Who is not represented in your program? What can you do that goes beyond your current approach to include more diverse children and families?

    5.       Don’t judge parents. Every program has the mom or dad who is always ready to lend a hand. We are grateful for those amazing parents who volunteer to make our programs better! But many parents beat themselves up about not being able to do more. From the outside, they may seem like uninterested parents who are “too busy” to know what’s going on. The reality is that many families struggle to find a healthy work/home life balance. We can relieve some of parents’ stress and guilt by providing a more accepting, non-judgmental atmosphere and by finding alternative ways to help parents be involved without being present.

    What can you do differently to offer more options for working parents who have difficulty being involved?

    6.       Nurture your nature connection. Commit to weekly (or better yet daily) practices that help you become more attune with the nature that surrounds you. When you feel personally inspired and connected to the land, your potential to facilitate nature connection also grows.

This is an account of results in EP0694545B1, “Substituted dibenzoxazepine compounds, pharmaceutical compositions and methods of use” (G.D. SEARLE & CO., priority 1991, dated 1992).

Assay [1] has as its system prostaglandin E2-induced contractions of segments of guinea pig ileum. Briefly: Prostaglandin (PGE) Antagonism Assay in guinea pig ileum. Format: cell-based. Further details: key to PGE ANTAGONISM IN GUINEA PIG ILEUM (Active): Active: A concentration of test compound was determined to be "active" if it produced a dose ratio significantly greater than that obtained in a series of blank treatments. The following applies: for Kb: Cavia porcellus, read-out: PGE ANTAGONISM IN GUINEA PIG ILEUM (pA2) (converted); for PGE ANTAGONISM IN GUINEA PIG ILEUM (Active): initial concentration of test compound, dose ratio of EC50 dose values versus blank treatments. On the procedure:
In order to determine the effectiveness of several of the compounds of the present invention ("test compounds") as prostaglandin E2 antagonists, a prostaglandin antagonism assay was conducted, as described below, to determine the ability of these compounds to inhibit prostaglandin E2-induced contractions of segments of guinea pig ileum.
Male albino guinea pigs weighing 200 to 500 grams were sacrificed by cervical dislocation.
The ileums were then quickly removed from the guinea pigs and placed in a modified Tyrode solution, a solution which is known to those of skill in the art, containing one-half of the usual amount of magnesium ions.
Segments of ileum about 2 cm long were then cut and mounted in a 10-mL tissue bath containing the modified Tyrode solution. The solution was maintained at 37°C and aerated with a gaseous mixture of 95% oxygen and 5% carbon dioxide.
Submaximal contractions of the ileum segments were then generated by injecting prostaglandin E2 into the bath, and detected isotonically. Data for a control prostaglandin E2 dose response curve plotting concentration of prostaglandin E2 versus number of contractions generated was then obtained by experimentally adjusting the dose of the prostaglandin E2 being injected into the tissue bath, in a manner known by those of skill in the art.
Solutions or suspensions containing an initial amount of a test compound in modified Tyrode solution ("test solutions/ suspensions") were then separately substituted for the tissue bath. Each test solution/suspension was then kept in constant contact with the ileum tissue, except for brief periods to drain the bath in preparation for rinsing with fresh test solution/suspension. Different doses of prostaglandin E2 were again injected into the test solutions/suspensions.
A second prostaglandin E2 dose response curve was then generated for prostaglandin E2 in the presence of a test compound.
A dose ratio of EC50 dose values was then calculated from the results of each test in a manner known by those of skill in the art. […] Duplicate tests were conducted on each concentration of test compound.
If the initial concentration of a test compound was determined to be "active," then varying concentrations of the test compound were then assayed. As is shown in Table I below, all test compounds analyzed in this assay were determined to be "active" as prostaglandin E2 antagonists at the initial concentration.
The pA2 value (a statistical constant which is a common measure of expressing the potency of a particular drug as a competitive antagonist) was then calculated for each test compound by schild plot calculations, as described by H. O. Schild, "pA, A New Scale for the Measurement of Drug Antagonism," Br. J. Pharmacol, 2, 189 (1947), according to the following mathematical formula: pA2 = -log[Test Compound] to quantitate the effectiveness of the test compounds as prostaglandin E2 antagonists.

What can you do to deepen your personal nature connection in the coming year?

    7.       Tend your own fire. As teachers, we spend a great deal of time caring for others, and this is usually in addition to our roles as caretakers at home. Self-care isn’t an indulgent extra; it is an essential component to balance our physical and emotional needs with those of others.

    What are some ways you can incorporate 10 minutes of self-kindness into your daily routine?